'Babies' – Prague, Czechia - Atlas Obscura


Žižkov Television Tower

Straight out of a nightmare, barcode-faced babies climb up and down Prague's television tower. 


The city of Prague is infamous for its unusual, often bizarre public art, much of which was created by Czech sculptor David Černý. Another of his works can be found on the exterior of the Žižkov Television Tower, and it’s the stuff of nightmares.

Miminka (Babies in English) consists of 10 fiberglass sculptures of babies crawling up and down the tower. Each approximately 11.5 feet long and 8.5 feet tall, and weighing 550 pounds, they seem to defy gravity. And if giant babies aren’t creepy enough, their faces are replaced with barcodes.

The first of the Miminka sculptures was introduced in 1994 at the Museum of Contemporary Art in Chicago, and it then traveled across the world. In 2000, 10 of them were placed on the Television Tower’s exterior, then as a temporary installation. They were met by a positive response, and soon it was decided to keep them permanently.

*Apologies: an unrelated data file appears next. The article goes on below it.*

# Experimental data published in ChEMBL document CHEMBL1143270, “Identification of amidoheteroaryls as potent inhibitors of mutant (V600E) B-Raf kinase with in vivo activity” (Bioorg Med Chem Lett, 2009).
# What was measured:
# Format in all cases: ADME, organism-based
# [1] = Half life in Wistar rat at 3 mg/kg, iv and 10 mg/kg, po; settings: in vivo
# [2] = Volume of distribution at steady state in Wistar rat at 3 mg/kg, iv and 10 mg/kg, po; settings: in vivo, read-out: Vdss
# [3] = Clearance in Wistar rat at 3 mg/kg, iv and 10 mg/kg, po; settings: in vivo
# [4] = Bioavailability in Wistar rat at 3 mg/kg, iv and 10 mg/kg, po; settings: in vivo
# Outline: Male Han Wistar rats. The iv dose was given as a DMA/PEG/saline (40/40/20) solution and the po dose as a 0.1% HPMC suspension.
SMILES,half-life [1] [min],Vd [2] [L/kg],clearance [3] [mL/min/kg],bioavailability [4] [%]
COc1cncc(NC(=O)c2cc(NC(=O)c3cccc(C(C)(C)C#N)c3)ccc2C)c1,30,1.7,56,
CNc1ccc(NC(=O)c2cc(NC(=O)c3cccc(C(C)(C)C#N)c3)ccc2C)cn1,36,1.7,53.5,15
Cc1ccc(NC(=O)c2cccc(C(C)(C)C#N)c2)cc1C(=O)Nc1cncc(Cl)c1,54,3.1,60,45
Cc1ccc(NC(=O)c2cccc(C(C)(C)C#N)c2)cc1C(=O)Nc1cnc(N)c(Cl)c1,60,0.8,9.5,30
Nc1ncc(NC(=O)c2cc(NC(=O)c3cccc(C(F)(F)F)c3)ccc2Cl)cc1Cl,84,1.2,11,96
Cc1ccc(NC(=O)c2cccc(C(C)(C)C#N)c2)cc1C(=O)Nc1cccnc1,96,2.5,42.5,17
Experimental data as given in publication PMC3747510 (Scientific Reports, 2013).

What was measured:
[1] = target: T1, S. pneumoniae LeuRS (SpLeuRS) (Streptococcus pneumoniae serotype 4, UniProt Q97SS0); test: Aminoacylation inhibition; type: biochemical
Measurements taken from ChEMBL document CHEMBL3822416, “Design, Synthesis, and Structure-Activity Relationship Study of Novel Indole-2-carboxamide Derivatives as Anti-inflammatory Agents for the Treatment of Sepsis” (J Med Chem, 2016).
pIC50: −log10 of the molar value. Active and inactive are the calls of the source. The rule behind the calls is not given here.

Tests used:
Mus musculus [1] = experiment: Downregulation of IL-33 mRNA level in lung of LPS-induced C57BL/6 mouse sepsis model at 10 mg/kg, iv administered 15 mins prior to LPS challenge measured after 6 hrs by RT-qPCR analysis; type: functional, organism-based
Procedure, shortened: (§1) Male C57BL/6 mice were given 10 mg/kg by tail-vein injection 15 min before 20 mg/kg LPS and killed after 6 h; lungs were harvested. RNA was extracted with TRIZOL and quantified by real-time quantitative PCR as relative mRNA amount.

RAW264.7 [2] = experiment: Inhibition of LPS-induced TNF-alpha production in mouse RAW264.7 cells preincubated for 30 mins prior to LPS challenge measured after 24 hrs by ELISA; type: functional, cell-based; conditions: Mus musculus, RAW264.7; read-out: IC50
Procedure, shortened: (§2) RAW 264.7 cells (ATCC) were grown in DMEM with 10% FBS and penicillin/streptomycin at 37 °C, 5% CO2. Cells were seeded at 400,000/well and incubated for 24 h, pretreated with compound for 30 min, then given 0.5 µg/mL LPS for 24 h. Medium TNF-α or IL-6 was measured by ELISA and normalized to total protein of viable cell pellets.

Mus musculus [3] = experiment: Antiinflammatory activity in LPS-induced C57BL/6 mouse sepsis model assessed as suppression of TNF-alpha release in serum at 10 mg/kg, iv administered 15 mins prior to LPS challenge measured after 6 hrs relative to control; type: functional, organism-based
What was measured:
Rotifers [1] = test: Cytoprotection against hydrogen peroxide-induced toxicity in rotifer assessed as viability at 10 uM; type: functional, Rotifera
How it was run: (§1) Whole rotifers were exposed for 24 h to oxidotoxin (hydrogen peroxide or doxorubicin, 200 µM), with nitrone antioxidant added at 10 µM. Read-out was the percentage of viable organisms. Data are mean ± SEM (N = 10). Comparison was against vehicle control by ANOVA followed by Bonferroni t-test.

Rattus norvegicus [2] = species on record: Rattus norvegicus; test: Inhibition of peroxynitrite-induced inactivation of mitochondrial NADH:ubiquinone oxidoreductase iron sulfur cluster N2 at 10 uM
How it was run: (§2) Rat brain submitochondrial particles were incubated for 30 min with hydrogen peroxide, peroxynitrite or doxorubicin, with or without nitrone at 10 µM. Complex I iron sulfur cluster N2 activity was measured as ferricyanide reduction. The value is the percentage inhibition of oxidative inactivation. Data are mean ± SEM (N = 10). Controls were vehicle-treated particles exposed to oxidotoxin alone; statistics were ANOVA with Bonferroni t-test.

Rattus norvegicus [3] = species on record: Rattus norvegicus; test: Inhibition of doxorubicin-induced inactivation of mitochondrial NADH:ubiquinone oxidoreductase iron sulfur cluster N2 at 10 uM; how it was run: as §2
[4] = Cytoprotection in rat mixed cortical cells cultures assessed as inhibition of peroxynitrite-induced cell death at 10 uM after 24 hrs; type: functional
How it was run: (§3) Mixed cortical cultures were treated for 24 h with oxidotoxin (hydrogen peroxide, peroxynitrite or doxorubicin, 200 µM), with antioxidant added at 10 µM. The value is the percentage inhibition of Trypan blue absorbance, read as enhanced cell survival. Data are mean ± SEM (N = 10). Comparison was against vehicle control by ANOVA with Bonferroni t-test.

Perhaps due to the initial plan to have them there for a limited time, the original statues’s durability was insufficient. They were replaced by new pieces in 2019: heavier, more durable, and better attached to the tower. The originals were removed in 2017 and returned to Černý, who loaned them to Palm Springs as a temporary installation.

Eight more copies, made of bronze, can be found on Kampa Island in Prague. They were installed in 2008 and, unlike the originals, not crawling on the wall, but on the ground. Whether that makes them more or less creepy—for being so much easier to see—is up to the viewer.

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